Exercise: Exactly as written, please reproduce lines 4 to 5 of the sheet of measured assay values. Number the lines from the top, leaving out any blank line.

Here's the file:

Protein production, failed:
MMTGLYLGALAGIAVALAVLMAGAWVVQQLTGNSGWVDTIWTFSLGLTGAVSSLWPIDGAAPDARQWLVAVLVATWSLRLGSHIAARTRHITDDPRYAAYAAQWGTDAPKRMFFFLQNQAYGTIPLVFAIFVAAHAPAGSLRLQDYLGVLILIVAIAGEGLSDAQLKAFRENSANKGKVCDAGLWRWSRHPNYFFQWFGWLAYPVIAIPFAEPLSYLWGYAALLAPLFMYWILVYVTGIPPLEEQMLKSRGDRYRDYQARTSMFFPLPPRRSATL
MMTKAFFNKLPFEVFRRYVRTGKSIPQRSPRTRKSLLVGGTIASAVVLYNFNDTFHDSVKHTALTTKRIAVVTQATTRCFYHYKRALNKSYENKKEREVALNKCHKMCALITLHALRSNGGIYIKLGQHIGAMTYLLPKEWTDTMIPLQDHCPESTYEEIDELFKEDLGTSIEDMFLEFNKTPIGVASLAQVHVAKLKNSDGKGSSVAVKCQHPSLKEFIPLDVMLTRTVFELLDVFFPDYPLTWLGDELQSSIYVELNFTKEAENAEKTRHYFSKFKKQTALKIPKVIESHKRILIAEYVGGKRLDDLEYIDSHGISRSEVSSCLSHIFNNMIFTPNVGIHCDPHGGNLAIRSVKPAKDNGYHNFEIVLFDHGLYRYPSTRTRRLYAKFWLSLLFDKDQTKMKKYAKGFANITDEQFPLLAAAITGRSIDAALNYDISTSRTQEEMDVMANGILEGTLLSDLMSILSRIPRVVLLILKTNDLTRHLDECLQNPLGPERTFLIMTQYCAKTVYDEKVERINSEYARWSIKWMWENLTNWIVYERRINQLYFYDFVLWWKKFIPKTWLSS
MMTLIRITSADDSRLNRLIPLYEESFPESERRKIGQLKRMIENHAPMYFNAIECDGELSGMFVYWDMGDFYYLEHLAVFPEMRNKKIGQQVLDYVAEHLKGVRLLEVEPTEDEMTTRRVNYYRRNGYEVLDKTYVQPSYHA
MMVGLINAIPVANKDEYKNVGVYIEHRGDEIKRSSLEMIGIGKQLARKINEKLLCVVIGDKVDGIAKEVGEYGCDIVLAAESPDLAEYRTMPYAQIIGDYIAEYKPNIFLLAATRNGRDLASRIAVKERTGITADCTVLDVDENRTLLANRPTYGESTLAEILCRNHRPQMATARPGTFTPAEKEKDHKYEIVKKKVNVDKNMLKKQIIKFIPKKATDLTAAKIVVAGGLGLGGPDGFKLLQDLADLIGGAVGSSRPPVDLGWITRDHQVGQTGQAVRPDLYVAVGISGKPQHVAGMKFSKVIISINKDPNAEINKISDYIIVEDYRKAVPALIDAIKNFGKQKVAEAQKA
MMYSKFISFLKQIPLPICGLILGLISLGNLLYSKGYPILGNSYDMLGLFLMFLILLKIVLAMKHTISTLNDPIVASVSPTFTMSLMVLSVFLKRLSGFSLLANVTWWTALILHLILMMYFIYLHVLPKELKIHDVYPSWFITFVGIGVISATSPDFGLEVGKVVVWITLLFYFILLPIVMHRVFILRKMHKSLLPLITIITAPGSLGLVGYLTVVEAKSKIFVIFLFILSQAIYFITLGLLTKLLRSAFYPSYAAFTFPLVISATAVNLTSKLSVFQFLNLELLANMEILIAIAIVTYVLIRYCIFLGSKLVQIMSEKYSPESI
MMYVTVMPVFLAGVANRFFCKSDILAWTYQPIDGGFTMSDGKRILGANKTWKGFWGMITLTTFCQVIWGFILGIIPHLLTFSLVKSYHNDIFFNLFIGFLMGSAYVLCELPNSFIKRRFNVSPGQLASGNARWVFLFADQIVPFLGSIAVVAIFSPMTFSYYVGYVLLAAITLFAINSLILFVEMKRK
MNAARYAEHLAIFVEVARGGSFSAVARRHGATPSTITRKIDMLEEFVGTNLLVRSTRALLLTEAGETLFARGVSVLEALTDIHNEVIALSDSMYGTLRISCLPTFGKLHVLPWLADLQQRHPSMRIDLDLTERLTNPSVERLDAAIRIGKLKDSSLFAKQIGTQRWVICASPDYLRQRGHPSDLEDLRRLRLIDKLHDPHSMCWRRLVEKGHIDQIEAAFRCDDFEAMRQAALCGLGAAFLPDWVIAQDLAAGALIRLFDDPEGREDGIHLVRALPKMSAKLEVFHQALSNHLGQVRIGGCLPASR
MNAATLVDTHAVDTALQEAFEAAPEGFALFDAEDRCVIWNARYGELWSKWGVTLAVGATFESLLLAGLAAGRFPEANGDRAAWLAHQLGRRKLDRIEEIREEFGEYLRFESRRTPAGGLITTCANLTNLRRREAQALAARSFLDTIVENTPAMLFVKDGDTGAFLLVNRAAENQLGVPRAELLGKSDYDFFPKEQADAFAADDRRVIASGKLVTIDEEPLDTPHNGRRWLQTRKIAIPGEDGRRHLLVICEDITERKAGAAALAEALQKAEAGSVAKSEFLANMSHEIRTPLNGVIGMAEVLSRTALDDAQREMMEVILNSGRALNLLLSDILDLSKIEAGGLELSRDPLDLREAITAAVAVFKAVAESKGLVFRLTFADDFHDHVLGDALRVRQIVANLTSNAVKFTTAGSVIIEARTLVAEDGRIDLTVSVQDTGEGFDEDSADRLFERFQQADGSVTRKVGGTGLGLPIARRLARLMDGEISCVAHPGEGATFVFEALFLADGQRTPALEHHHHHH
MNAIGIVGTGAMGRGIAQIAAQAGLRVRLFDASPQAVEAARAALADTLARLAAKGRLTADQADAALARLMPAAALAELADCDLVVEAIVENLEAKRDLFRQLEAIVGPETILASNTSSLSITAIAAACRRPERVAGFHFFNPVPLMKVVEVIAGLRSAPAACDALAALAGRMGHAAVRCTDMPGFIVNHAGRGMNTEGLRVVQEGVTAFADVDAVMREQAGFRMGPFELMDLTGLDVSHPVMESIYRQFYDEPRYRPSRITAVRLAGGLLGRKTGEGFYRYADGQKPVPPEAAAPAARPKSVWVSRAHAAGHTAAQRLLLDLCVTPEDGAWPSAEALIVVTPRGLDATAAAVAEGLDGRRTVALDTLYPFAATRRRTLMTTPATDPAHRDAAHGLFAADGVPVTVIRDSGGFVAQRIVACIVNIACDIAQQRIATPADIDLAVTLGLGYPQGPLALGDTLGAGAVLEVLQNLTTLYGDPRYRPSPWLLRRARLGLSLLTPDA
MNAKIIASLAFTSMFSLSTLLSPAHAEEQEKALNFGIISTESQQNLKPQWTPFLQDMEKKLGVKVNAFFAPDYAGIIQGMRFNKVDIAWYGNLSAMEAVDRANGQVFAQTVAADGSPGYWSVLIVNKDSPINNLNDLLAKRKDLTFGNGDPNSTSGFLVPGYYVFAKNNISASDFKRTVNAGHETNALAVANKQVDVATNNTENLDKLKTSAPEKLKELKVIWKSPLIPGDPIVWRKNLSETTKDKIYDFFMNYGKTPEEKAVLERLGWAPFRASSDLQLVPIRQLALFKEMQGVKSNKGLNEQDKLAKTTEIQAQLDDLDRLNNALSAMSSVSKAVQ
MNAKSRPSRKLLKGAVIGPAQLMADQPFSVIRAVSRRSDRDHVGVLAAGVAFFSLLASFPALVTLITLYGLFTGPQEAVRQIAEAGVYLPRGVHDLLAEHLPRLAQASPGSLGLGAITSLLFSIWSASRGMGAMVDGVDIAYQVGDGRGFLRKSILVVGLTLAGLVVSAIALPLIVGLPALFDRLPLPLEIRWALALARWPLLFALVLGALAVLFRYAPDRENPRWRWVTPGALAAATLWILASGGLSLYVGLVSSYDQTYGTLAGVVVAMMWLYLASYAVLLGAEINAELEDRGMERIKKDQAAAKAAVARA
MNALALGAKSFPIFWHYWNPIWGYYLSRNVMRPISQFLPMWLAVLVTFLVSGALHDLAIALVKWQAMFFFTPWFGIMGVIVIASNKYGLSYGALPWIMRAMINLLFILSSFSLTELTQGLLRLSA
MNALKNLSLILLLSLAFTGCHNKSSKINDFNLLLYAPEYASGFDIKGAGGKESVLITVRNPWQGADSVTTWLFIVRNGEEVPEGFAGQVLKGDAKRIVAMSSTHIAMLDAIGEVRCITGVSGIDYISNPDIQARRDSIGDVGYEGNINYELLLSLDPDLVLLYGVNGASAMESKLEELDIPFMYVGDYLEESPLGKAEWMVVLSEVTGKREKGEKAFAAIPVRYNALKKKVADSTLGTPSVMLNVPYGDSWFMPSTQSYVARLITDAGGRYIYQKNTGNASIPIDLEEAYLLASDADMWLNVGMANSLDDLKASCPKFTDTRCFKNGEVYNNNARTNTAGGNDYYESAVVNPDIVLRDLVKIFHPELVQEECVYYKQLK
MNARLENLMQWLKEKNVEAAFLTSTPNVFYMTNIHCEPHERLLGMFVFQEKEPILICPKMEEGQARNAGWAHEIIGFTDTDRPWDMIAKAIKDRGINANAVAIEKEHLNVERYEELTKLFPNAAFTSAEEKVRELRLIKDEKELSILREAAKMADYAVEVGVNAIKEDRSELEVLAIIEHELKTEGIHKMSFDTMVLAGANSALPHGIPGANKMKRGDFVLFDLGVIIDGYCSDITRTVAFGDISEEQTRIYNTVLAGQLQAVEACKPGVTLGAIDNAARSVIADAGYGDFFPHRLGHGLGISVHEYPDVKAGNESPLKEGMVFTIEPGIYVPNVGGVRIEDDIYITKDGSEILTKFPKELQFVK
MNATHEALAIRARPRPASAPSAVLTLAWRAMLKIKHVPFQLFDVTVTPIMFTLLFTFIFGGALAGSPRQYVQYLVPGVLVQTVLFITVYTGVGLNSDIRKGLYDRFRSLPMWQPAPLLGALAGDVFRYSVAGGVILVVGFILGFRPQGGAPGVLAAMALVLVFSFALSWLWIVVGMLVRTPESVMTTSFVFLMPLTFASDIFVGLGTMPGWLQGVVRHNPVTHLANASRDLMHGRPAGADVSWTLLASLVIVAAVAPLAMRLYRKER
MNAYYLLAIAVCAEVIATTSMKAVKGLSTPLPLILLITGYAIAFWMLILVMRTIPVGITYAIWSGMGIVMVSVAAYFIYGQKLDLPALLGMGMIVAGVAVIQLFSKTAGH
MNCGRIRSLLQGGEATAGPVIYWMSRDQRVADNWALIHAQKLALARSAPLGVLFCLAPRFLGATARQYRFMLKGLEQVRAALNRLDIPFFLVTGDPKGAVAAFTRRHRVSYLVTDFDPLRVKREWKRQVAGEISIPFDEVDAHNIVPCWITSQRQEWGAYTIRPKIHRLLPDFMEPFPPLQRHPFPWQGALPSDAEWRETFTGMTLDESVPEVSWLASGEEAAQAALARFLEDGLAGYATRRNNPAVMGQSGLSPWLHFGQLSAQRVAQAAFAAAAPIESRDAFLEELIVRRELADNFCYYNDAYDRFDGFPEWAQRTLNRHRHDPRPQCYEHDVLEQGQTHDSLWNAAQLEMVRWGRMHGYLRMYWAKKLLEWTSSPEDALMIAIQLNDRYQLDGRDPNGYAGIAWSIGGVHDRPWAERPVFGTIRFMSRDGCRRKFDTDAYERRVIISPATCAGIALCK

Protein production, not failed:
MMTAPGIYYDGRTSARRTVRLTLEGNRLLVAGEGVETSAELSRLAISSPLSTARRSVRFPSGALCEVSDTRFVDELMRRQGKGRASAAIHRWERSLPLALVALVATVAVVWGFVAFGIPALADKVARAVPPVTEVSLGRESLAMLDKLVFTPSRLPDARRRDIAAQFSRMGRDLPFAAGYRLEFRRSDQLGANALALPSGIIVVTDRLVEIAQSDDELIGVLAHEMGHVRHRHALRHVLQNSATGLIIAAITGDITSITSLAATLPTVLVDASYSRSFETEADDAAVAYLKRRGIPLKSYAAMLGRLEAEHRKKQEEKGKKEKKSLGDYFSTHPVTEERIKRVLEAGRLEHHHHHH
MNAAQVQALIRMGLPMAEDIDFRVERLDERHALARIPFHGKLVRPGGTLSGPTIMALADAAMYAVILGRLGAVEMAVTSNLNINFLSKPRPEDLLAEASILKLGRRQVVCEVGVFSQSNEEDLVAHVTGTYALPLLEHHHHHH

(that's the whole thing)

MMTLIRITSADDSRLNRLIPLYEESFPESERRKIGQLKRMIENHAPMYFNAIECDGELSGMFVYWDMGDFYYLEHLAVFPEMRNKKIGQQVLDYVAEHLKGVRLLEVEPTEDEMTTRRVNYYRRNGYEVLDKTYVQPSYHA
MMVGLINAIPVANKDEYKNVGVYIEHRGDEIKRSSLEMIGIGKQLARKINEKLLCVVIGDKVDGIAKEVGEYGCDIVLAAESPDLAEYRTMPYAQIIGDYIAEYKPNIFLLAATRNGRDLASRIAVKERTGITADCTVLDVDENRTLLANRPTYGESTLAEILCRNHRPQMATARPGTFTPAEKEKDHKYEIVKKKVNVDKNMLKKQIIKFIPKKATDLTAAKIVVAGGLGLGGPDGFKLLQDLADLIGGAVGSSRPPVDLGWITRDHQVGQTGQAVRPDLYVAVGISGKPQHVAGMKFSKVIISINKDPNAEINKISDYIIVEDYRKAVPALIDAIKNFGKQKVAEAQKA